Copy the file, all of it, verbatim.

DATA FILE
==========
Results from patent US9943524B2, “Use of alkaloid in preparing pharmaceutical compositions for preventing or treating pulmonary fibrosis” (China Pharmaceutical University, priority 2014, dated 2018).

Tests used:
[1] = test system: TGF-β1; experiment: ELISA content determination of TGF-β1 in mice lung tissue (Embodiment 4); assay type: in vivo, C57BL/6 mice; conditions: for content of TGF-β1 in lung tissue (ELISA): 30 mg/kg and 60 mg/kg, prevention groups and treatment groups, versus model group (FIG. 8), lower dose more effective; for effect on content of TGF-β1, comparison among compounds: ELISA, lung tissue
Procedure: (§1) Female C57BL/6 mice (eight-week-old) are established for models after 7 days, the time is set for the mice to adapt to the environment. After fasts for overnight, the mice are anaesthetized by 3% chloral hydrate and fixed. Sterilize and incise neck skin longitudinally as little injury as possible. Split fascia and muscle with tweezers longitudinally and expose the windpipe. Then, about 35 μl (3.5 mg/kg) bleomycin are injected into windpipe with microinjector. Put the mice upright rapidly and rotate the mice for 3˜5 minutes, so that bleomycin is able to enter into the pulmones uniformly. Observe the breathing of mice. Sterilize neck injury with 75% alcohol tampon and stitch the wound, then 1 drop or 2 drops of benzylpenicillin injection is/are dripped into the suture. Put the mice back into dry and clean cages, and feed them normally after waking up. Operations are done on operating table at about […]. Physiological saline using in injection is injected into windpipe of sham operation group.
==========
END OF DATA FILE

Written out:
Results from patent US9943524B2, “Use of alkaloid in preparing pharmaceutical compositions for preventing or treating pulmonary fibrosis” (China Pharmaceutical University, priority 2014, dated 2018).

Tests used:
[1] = test system: TGF-β1; experiment: ELISA content determination of TGF-β1 in mice lung tissue (Embodiment 4); assay type: in vivo, C57BL/6 mice; conditions: for content of TGF-β1 in lung tissue (ELISA): 30 mg/kg and 60 mg/kg, prevention groups and treatment groups, versus model group (FIG. 8), lower dose more effective; for effect on content of TGF-β1, comparison among compounds: ELISA, lung tissue
Procedure: (§1) Female C57BL/6 mice (eight-week-old) are established for models after 7 days, the time is set for the mice to adapt to the environment. After fasts for overnight, the mice are anaesthetized by 3% chloral hydrate and fixed. Sterilize and incise neck skin longitudinally as little injury as possible. Split fascia and muscle with tweezers longitudinally and expose the windpipe. Then, about 35 μl (3.5 mg/kg) bleomycin are injected into windpipe with microinjector. Put the mice upright rapidly and rotate the mice for 3˜5 minutes, so that bleomycin is able to enter into the pulmones uniformly. Observe the breathing of mice. Sterilize neck injury with 75% alcohol tampon and stitch the wound, then 1 drop or 2 drops of benzylpenicillin injection is/are dripped into the suture. Put the mice back into dry and clean cages, and feed them normally after waking up. Operations are done on operating table at about […]. Physiological saline using in injection is injected into windpipe of sham operation group.